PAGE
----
The stalk is very contractile, as is also the rim of the umbrella. Four muscles, which extend up the taenioles (PI. v., tm.), are the agents for contracting the stalk, while the margin is contracted by a circular muscle (cm.) which passes round outside the insertion of the tentacles, and in contracting pulls the margin well over the tentacles, leaving only a hole in the centre, through which the tips of some of the tentacles appear. I may here remark that it is only in partly contracted individuals that several rows of tentacles are seen ; in fully expanded adult individuals there do not appear to be more than two rows. Haeckel, in his diagnosis of this species (' System der Medusen '), describes it as having the tentacles in several rows. Furthermore, none of my specimens reach the dimensions noted by Haeckel (8-10 mm. for length of stalk, length of umbrella, and breadth of umbrella), the largest I have seen having a stalk only 7 mm. long, while the usual size of good-sized specimens is 4 mm. for length of stalk, 6 mm. for height of bell, and 5-6 mm. for breadth of same. These specimens seemed mature, having well-developed gonads.

There appear to be two forms of the species among my specimens — one as figured, the other with a much sharper distinction between stalk and umbrella, and with the breadth of the umbrella as great as, or even greater than, the height of the umbrella. This latter seems to be the typical form, for Haeckel describes the umbrella as being almost as high as broad. The measurements of a medium-sized individual of this latter form are: — Length of stalk 3 mm.; height of umbrella 4 mm ; breadth of umbrella 4.8 mm. The smallest specimen I possess measures respectively 1 mm., 1.1 mm., and 1.4 mm.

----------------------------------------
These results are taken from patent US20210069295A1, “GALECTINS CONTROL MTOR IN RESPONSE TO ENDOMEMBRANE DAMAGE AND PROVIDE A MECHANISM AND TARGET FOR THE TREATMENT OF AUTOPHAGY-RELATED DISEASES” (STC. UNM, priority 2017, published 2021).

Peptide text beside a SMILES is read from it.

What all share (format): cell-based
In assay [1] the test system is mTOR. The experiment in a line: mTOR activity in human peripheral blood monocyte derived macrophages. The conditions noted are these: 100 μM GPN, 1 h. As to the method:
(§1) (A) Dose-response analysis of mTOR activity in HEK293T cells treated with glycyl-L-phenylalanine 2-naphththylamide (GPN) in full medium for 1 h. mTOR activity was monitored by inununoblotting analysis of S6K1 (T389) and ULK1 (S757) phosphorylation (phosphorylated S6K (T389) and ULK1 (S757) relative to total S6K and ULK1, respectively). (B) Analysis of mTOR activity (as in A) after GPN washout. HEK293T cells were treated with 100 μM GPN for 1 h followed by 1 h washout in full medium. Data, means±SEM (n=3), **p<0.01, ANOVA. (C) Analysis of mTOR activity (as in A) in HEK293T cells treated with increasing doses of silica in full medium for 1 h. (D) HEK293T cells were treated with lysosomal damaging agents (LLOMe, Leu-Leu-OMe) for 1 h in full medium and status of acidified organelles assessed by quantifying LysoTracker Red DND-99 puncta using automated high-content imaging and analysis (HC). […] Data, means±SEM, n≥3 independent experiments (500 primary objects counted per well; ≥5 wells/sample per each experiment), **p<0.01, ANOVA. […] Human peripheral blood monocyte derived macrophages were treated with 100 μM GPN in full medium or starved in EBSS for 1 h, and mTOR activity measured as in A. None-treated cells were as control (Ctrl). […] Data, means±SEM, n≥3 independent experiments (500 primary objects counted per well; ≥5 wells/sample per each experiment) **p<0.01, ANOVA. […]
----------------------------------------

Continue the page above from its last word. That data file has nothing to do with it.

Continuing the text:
The sexes are distinct, but, so far as I can make out, indistinguishable in external appearance. The gonads are typically in four double rows, but I have a specimen with only three gonads and three lobes to the manubrium. Indeed, the animal is very variable, especially as regards the number of fascicles of secondary tentacles. The ova and spermatozoa are very minute and very numerous. I attempted five times in August to fertilize artificially, but failed each time, chiefly, I believe, on account of the immaturity of the spermatozoa.

In the stomach of Depastrum I have noted the remains of a small crustacean (probably a Copepod). When kept in confinement unattached to a stone they sometimes void a floccular mass, along with one or two phacellae, which looks like a portion of the stomach epithelium. The tentacles also are apt to slough off. It is very difficult to kill them well expanded, but I have obtained good results by carefully narcotizing with 30% alcohol.

Depastrum cyathiforme Russell 1904 Plate Image